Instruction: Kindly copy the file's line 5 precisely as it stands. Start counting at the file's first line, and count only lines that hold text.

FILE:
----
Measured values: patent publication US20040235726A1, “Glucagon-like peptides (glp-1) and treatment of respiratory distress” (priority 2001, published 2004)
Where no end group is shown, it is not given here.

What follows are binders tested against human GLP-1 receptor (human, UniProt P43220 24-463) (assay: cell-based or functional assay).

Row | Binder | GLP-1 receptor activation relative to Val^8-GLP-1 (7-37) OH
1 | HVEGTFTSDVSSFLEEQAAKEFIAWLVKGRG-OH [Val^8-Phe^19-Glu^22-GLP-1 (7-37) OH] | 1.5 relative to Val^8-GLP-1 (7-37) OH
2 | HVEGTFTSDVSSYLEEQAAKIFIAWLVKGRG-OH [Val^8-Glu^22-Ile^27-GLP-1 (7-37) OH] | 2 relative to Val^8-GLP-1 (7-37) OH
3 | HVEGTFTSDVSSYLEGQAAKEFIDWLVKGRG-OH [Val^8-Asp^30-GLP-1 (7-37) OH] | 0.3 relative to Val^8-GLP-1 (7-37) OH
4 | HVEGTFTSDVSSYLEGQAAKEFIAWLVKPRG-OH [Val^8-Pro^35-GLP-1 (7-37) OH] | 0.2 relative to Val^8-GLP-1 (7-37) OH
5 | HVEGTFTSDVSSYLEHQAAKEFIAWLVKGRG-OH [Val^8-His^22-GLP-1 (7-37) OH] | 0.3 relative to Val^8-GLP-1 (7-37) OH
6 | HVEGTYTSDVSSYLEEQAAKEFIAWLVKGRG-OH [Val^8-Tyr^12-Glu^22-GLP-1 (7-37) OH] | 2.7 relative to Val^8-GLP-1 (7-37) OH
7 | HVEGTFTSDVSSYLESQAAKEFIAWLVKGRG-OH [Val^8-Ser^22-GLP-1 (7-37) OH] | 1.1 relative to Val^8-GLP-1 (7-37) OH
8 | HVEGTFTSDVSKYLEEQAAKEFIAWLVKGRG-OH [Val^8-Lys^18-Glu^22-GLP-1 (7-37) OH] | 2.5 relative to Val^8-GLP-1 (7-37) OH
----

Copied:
1 | HVEGTFTSDVSSFLEEQAAKEFIAWLVKGRG-OH [Val^8-Phe^19-Glu^22-GLP-1 (7-37) OH] | 1.5 relative to Val^8-GLP-1 (7-37) OH